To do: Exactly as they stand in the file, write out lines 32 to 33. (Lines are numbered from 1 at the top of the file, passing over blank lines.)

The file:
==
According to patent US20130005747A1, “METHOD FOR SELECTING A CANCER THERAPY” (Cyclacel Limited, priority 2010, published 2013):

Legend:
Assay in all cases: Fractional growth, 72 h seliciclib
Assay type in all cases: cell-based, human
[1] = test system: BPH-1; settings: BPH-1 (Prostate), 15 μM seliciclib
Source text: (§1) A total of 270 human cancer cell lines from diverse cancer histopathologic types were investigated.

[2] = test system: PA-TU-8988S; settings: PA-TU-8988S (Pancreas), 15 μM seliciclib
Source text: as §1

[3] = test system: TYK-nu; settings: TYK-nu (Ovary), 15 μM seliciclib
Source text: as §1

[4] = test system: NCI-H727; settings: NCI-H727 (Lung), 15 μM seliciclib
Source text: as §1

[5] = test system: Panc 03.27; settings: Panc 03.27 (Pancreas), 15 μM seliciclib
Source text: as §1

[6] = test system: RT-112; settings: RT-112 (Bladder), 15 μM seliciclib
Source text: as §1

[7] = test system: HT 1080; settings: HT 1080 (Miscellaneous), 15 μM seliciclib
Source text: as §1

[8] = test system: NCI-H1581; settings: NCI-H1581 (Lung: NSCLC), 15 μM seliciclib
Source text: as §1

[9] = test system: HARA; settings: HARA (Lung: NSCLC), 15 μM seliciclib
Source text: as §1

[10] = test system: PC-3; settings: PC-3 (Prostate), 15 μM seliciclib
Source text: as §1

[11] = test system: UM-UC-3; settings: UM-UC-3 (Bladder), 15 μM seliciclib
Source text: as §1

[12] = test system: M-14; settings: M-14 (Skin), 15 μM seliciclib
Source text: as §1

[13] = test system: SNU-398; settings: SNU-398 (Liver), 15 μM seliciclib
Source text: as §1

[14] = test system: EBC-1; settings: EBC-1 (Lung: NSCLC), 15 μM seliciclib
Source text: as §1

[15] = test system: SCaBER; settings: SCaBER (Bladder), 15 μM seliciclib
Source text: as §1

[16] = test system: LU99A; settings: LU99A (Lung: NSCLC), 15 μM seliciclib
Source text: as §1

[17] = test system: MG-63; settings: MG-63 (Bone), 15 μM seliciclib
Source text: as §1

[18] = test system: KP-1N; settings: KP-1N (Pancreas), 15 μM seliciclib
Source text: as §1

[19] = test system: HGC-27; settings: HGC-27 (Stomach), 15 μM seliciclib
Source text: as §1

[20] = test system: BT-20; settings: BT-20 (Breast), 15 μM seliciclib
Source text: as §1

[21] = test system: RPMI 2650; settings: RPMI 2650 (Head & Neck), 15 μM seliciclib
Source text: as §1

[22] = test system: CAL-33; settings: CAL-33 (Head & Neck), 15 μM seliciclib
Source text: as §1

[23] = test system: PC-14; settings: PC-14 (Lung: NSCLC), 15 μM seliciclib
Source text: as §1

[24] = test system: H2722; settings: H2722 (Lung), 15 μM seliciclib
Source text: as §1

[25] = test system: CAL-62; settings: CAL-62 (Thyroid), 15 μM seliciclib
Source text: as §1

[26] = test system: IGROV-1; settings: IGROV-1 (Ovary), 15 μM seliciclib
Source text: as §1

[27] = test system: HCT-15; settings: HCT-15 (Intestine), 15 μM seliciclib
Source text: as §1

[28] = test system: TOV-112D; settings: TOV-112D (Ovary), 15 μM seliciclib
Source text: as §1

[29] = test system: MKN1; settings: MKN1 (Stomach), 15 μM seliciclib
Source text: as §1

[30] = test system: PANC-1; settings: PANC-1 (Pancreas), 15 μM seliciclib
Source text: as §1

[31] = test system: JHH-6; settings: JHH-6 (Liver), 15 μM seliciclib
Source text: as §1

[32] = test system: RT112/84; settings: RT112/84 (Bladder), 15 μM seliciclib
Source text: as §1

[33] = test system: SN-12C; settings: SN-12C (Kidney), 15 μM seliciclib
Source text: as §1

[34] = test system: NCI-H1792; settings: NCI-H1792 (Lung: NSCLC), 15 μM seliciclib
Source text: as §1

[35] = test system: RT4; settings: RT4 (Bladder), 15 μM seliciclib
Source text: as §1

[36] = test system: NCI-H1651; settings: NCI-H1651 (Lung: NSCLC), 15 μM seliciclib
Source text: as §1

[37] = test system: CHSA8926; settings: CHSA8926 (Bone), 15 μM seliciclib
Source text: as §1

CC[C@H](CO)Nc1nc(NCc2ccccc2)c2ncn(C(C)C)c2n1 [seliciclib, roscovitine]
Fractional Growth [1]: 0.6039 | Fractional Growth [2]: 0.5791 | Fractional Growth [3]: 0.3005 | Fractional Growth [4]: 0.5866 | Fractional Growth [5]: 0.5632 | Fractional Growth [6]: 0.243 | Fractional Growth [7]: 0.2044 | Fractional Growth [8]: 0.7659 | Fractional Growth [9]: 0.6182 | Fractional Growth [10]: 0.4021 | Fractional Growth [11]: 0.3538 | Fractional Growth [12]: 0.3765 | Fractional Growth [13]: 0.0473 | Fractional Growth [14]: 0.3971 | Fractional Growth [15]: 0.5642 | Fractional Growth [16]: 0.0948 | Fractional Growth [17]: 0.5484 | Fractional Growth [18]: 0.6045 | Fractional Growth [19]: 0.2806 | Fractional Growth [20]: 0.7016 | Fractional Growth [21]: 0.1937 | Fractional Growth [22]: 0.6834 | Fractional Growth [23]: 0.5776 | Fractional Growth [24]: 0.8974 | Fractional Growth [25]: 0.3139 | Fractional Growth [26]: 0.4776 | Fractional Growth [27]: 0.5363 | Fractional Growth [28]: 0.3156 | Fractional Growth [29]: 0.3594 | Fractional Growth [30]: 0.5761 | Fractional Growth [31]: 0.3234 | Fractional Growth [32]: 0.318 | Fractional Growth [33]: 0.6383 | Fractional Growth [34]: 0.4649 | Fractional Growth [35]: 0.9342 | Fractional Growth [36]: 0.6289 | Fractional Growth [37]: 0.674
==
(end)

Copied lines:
Source text: as §1

[15] = test system: SCaBER; settings: SCaBER (Bladder), 15 μM seliciclib